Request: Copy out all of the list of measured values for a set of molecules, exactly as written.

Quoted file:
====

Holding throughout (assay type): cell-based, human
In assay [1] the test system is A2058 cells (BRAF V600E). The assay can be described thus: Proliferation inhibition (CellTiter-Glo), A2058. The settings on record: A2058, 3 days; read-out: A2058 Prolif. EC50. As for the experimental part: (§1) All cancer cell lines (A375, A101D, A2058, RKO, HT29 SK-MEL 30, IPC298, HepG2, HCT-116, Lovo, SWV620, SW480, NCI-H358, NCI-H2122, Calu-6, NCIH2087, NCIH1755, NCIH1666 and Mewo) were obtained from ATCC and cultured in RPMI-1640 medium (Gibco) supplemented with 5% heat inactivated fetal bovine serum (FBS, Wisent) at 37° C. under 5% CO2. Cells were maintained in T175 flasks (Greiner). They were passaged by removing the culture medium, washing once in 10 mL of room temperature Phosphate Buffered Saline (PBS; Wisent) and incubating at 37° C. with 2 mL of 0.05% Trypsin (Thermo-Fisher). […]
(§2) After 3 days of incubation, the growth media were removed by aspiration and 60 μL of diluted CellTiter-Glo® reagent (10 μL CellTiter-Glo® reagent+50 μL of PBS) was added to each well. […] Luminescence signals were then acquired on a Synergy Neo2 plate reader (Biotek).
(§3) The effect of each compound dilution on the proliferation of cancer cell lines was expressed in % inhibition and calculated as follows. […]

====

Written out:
Holding throughout (assay type): cell-based, human
In assay [1] the test system is A2058 cells (BRAF V600E). The assay can be described thus: Proliferation inhibition (CellTiter-Glo), A2058. The settings on record: A2058, 3 days; read-out: A2058 Prolif. EC50. As for the experimental part: (§1) All cancer cell lines (A375, A101D, A2058, RKO, HT29 SK-MEL 30, IPC298, HepG2, HCT-116, Lovo, SWV620, SW480, NCI-H358, NCI-H2122, Calu-6, NCIH2087, NCIH1755, NCIH1666 and Mewo) were obtained from ATCC and cultured in RPMI-1640 medium (Gibco) supplemented with 5% heat inactivated fetal bovine serum (FBS, Wisent) at 37° C. under 5% CO2. Cells were maintained in T175 flasks (Greiner). They were passaged by removing the culture medium, washing once in 10 mL of room temperature Phosphate Buffered Saline (PBS; Wisent) and incubating at 37° C. with 2 mL of 0.05% Trypsin (Thermo-Fisher). […]
(§2) After 3 days of incubation, the growth media were removed by aspiration and 60 μL of diluted CellTiter-Glo® reagent (10 μL CellTiter-Glo® reagent+50 μL of PBS) was added to each well. […] Luminescence signals were then acquired on a Synergy Neo2 plate reader (Biotek).
(§3) The effect of each compound dilution on the proliferation of cancer cell lines was expressed in % inhibition and calculated as follows. […]